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Republicans in Texas County Reject Paperless Primary PDF Print Email
By Sean Flaherty, Iowans for Voting Integrity   
December 02, 2007

But Voters in South Carolina and 12 Other States Will Vote on Paperless Voting Machines

 

The Republican Party of Wharton County, Texas has decided that the the ES&S iVotronic is not reliable enough to use in its March 2008 primary election. Wharton County Republican Party chairwoman Debra Medina announced that the party's 22 precinct chairs had agreed to use voter-marked paper ballots counted by optical scanners.

The iVotronic will also be used statewide in the South Carolina Presidential primaries on January 19 and January 26. Counties in 10 other states will also use the iVotronic in next years' primaries.

The Wharton County Republicans' decision followed an incident in the November 7 election in which a local businessman tried to vote on one proposed constitutional amendment, and saw his previous vote for another proposed amendment change before his eyes.

The iVotronic is the same voting machine that recorded an implausible number of undervotes in a 2006 Florida Congressional election, and thereby influenced Florida's decision to abandon direct-recording electronic voting. The machine has become notorious for elections with abnormally high undervotes, vote-flipping on both the review screen and the selection screen, lost votes, and added votes.


In all, 13 states appear set to run Presidential primaries that use paperless machines either exclusively or extensively.  These include Virginia, Florida, and Maryland, which have passed legislation to end paperless voting but are in various stages of transition.


In addition to the iVotronics, paperless states will also use equipment manufactured by Diebold and Sequoia, machines found to have severe security vulnerabilities by an independent review team commissioned by California Secretary of State Debra Bowen. Bowen has judged the Diebold and Sequoia systems too insecure for use as a primary voting system in her state's February 5 primary. A Diebold system was hacked in 2006 by Princeton computer scientists, who were able to write a vote-switching program that could pass rigorous pre-election testing and spread from machine to machine like a virus. The AVS WinVote was recently disallowed for use in Pennsylvania after almost 2000 source code anomalies were uncovered during federal certification testing. The company's application for certification was terminated by the Election Assistance Commission last week, but voters in Virginia and Mississippi will still use them to cast votes next year.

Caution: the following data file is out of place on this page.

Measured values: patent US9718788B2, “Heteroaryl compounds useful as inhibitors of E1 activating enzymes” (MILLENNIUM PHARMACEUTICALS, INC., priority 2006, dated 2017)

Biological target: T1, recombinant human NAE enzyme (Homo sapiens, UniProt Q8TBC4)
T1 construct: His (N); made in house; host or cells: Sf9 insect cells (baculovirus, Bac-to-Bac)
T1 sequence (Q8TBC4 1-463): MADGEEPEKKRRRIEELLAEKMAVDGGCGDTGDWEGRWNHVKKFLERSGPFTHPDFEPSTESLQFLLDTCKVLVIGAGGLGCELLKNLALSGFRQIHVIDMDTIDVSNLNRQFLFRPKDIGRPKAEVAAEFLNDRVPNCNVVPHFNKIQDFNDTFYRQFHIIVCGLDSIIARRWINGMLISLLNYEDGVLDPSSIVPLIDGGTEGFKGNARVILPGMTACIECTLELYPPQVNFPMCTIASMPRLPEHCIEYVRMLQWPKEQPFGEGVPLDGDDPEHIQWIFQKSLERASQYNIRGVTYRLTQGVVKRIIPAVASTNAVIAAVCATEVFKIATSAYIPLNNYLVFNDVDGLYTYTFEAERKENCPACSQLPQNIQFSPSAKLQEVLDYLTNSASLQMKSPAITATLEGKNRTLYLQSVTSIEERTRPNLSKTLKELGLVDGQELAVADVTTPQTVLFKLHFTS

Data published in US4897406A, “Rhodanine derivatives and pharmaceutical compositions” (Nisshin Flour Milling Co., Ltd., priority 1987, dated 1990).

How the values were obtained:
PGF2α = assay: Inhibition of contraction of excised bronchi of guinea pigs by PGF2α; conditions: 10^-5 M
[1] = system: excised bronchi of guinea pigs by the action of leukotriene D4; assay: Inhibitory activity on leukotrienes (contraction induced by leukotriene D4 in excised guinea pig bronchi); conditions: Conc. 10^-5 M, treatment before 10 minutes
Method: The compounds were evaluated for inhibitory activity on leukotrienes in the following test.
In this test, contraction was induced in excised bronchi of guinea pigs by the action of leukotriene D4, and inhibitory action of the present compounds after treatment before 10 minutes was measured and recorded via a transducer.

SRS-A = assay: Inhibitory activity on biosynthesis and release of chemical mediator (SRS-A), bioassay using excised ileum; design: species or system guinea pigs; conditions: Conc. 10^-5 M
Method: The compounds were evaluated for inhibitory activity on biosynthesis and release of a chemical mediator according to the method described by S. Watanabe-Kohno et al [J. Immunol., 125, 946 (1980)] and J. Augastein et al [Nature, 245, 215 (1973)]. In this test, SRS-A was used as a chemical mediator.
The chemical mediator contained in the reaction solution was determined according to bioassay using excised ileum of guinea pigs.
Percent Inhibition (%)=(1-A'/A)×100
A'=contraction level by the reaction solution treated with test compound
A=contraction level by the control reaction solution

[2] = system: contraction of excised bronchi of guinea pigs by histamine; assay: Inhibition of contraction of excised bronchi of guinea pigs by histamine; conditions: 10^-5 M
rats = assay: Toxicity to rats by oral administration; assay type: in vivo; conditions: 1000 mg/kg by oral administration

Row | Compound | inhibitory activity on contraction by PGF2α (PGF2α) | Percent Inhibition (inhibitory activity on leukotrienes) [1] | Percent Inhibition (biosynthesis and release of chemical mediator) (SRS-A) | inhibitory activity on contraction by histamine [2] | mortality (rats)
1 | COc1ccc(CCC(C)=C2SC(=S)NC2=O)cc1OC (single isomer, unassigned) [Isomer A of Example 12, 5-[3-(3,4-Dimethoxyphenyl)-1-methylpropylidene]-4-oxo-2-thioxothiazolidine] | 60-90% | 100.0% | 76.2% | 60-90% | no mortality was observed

But no matter what system is used, paperless electronic voting is inherently dangerous to democracy, as thousands of computer scientists and other technologists have concluded

Election officials and party leaders in the paperless states have an unenviable job.  They were promised that the equipment they bought in the last four years was reliable and secure, and are gradually realizing that they were told wrong. But now they have primary elections to run.  Should they trust to hope that the votes are recorded accurately, or should they put themselves through what would no doubt be a difficult process of implementing a paper ballot contingency?

Time is short, but there is no fair alternative: no voter in the Presidential primaries should be required to trust his or her vote to a paperless machine.  The Wharton County Republicans' Medina said it best:

"I don't want to be on the front page of any newspaper having to say our vote (was) unreliable," she said. "We work very hard to get voters to the polls, and if we can't rely on the vote to be the intent of the people, what are we doing?"
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